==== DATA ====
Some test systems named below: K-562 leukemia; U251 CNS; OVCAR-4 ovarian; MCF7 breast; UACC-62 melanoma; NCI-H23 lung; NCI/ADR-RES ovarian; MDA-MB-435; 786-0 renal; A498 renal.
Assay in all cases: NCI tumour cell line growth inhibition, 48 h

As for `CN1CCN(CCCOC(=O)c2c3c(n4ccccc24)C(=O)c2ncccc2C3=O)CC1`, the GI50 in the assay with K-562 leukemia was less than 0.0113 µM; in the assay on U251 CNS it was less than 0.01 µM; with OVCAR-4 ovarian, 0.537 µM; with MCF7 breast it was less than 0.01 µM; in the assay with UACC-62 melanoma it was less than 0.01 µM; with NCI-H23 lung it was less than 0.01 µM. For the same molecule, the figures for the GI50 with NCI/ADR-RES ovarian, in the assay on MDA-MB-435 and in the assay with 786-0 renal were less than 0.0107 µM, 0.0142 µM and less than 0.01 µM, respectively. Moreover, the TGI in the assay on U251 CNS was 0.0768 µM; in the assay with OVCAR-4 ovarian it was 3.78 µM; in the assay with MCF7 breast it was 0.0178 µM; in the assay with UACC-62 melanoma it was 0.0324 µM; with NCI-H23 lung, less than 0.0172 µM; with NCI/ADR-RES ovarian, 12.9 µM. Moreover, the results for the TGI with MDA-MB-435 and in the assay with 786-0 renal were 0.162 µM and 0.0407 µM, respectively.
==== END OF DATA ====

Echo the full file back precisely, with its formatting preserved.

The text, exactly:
Some test systems named below: K-562 leukemia; U251 CNS; OVCAR-4 ovarian; MCF7 breast; UACC-62 melanoma; NCI-H23 lung; NCI/ADR-RES ovarian; MDA-MB-435; 786-0 renal; A498 renal.
Assay in all cases: NCI tumour cell line growth inhibition, 48 h

As for `CN1CCN(CCCOC(=O)c2c3c(n4ccccc24)C(=O)c2ncccc2C3=O)CC1`, the GI50 in the assay with K-562 leukemia was less than 0.0113 µM; in the assay on U251 CNS it was less than 0.01 µM; with OVCAR-4 ovarian, 0.537 µM; with MCF7 breast it was less than 0.01 µM; in the assay with UACC-62 melanoma it was less than 0.01 µM; with NCI-H23 lung it was less than 0.01 µM. For the same molecule, the figures for the GI50 with NCI/ADR-RES ovarian, in the assay on MDA-MB-435 and in the assay with 786-0 renal were less than 0.0107 µM, 0.0142 µM and less than 0.01 µM, respectively. Moreover, the TGI in the assay on U251 CNS was 0.0768 µM; in the assay with OVCAR-4 ovarian it was 3.78 µM; in the assay with MCF7 breast it was 0.0178 µM; in the assay with UACC-62 melanoma it was 0.0324 µM; with NCI-H23 lung, less than 0.0172 µM; with NCI/ADR-RES ovarian, 12.9 µM. Moreover, the results for the TGI with MDA-MB-435 and in the assay with 786-0 renal were 0.162 µM and 0.0407 µM, respectively.